Data Acquisition (A Song of Sadness) is a spatial sound composition by Moritz Fehr, presented permanently at the Listening Space of the Ethnological Museum, Berlin.
In the years between 1915 and 1918, employees of the so-called Royal Prussian Phonographic Commission recorded the voices of prisoners at the Königsbrück POW camp near Dresden on wax cylinders and shellac records. On November 22, 1916, Grigori Kim (Kim Hong-Jun), who was held there as a soldier of the Russian army, sang, along with others, the Korean folk song Susimga. The recording of the song has been preserved to this day and is part of the collection of the Lautarchiv of the Humboldt University Berlin.
Data Acquisition (A Song of Sadness) engages with the historic recording of Susimga and its significance for the present. Due to the forced situation concerning the recording as well as the still unresolved questions regarding the copyright and personal rights of the singer Grigori Kim, the historical recording is not reproduced as part of this composition. Instead, Moritz Fehr worked with contemporary vocalists Sol-i So (Dresden/ Bern) and Joonsik Kim (Seoul, commissioned by the National Gugak Center Seoul). In this process, new interpretations and improvisations relating to the historical recording of Susimga were created for Data Acquisition (A Song of Sadness).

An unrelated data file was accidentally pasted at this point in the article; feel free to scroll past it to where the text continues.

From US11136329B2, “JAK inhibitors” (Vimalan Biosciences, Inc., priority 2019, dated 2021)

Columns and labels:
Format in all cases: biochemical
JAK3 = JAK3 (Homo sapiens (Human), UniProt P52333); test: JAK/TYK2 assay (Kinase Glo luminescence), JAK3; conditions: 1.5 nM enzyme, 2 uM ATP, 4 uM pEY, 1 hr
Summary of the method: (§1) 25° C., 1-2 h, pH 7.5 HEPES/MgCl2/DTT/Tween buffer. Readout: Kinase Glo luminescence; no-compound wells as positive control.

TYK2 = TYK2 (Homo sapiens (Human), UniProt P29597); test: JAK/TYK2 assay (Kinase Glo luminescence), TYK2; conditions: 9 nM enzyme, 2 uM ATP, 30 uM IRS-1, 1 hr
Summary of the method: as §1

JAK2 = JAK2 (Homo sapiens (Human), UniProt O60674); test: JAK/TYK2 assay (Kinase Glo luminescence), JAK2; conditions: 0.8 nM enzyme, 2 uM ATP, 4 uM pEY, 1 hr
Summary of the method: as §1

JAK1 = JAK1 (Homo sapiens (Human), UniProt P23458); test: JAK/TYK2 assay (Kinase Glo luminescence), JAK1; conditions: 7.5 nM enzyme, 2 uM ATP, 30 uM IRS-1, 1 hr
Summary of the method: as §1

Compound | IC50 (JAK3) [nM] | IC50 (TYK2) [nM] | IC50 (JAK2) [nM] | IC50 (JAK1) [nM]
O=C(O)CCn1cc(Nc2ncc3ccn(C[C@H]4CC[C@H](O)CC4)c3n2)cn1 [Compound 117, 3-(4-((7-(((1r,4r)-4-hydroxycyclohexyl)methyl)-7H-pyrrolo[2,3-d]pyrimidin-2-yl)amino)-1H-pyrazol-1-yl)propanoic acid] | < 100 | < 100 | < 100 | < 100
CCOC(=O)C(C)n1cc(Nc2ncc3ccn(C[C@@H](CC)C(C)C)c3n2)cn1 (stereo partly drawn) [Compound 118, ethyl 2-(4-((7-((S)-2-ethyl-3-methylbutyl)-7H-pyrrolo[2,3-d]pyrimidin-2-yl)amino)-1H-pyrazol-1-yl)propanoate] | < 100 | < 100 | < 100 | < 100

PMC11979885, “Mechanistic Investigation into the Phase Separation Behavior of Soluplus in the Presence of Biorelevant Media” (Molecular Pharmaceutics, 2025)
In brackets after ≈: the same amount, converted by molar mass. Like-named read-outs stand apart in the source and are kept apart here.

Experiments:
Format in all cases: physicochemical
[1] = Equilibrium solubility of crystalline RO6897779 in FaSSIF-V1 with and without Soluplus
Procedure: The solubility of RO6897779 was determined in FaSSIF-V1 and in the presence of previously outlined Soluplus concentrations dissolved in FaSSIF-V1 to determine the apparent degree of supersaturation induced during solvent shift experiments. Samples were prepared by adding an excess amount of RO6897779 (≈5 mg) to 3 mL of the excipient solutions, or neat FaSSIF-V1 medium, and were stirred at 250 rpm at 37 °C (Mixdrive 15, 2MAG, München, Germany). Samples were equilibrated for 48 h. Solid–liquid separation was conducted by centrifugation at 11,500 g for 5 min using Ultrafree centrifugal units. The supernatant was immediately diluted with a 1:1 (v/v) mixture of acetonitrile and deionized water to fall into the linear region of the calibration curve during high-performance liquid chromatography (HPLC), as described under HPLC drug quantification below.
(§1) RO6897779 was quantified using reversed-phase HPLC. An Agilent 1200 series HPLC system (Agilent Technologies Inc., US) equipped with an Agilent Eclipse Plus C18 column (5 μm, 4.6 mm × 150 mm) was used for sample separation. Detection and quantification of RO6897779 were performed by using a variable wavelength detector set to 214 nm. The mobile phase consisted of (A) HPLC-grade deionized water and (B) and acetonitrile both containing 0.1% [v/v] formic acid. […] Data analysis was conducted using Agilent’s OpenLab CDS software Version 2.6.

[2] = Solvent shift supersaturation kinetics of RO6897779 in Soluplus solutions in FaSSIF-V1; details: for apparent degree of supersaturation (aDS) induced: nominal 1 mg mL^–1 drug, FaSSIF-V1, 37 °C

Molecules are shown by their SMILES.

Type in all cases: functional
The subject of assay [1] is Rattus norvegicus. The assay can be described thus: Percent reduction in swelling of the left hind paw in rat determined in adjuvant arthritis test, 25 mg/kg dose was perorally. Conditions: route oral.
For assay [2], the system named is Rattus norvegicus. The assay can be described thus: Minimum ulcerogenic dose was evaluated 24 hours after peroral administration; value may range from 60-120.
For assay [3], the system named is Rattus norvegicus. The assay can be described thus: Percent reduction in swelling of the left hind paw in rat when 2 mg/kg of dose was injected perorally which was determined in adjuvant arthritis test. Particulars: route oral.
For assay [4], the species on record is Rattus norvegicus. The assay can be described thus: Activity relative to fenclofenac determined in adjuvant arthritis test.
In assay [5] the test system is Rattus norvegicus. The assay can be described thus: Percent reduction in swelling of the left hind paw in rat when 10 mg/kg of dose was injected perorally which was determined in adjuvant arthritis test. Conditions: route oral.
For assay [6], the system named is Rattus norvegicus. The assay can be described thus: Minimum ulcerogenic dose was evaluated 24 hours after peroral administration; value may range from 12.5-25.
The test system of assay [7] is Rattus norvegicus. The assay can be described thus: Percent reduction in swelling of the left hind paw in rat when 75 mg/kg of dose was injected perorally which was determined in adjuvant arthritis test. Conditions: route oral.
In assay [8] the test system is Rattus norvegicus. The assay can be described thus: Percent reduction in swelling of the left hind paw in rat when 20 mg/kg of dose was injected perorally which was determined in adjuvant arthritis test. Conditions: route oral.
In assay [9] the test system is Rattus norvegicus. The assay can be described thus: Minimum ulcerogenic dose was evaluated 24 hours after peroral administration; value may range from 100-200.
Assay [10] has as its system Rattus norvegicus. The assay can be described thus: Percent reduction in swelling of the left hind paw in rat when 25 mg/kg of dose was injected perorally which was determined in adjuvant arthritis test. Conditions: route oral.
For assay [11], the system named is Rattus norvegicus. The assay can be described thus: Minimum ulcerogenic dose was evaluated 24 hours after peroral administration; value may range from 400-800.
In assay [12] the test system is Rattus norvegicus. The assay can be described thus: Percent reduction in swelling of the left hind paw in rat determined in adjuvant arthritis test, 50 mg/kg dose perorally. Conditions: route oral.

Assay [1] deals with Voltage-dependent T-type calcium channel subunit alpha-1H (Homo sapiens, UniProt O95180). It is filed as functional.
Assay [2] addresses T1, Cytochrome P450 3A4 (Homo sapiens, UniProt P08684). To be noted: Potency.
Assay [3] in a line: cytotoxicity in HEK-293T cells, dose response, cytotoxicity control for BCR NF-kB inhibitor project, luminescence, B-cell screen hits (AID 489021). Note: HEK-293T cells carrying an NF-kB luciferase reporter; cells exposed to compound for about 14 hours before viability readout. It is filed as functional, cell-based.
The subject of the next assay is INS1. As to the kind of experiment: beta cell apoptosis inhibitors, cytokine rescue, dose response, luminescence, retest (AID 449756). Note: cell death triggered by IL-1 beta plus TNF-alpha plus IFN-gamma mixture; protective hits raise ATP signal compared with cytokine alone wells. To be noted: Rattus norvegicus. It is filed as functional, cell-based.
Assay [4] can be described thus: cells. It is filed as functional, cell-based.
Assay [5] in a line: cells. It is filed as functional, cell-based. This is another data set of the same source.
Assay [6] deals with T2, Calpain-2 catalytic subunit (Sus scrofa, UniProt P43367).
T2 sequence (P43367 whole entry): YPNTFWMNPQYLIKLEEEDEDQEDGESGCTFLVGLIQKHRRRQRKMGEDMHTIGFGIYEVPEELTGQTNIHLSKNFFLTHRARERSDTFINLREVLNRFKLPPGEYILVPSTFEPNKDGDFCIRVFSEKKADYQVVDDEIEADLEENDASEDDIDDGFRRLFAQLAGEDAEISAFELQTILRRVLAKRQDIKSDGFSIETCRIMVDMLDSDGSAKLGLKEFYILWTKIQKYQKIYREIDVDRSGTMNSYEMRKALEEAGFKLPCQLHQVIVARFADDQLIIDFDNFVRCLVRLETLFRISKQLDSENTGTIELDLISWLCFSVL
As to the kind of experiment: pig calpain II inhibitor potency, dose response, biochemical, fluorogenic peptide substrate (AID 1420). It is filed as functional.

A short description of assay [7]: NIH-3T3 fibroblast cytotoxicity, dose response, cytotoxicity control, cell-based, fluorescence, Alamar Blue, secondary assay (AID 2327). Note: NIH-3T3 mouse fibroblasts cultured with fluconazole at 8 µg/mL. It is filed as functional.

Vocals and improvisations: Sol-i So ↗︎ (Dresden/Bern) and Joonsik Kim (Seoul)
Kindly supported by the Ethnological Museum Berlin (Department of Ethnomusicology), National Gugak Center Seoul, Lautarchiv of the Humboldt University Berlin, the TU Berlin (Department of Audio Communication) and the Cultural Center of the Embassy of the Republic of Korea, Berlin.